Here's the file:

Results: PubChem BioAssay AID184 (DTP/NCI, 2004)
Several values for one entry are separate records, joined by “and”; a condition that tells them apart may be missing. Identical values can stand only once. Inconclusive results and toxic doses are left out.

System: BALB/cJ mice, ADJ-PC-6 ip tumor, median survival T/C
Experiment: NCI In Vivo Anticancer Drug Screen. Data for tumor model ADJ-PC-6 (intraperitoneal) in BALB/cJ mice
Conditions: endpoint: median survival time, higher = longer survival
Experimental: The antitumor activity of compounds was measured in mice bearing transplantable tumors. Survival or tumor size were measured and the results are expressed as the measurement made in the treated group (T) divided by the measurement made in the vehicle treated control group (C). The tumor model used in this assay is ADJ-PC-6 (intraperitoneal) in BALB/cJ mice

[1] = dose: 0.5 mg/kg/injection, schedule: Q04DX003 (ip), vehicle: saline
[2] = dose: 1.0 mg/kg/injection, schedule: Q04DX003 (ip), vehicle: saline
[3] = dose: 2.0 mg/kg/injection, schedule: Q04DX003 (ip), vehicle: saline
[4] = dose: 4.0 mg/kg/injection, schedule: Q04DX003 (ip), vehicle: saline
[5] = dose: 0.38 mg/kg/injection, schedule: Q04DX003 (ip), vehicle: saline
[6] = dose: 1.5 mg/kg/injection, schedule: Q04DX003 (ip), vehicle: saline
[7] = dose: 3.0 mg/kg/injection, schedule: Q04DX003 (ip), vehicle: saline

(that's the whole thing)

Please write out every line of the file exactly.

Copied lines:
Results: PubChem BioAssay AID184 (DTP/NCI, 2004)
Several values for one entry are separate records, joined by “and”; a condition that tells them apart may be missing. Identical values can stand only once. Inconclusive results and toxic doses are left out.

System: BALB/cJ mice, ADJ-PC-6 ip tumor, median survival T/C
Experiment: NCI In Vivo Anticancer Drug Screen. Data for tumor model ADJ-PC-6 (intraperitoneal) in BALB/cJ mice
Conditions: endpoint: median survival time, higher = longer survival
Experimental: The antitumor activity of compounds was measured in mice bearing transplantable tumors. Survival or tumor size were measured and the results are expressed as the measurement made in the treated group (T) divided by the measurement made in the vehicle treated control group (C). The tumor model used in this assay is ADJ-PC-6 (intraperitoneal) in BALB/cJ mice

[1] = dose: 0.5 mg/kg/injection, schedule: Q04DX003 (ip), vehicle: saline
[2] = dose: 1.0 mg/kg/injection, schedule: Q04DX003 (ip), vehicle: saline
[3] = dose: 2.0 mg/kg/injection, schedule: Q04DX003 (ip), vehicle: saline
[4] = dose: 4.0 mg/kg/injection, schedule: Q04DX003 (ip), vehicle: saline
[5] = dose: 0.38 mg/kg/injection, schedule: Q04DX003 (ip), vehicle: saline
[6] = dose: 1.5 mg/kg/injection, schedule: Q04DX003 (ip), vehicle: saline
[7] = dose: 3.0 mg/kg/injection, schedule: Q04DX003 (ip), vehicle: saline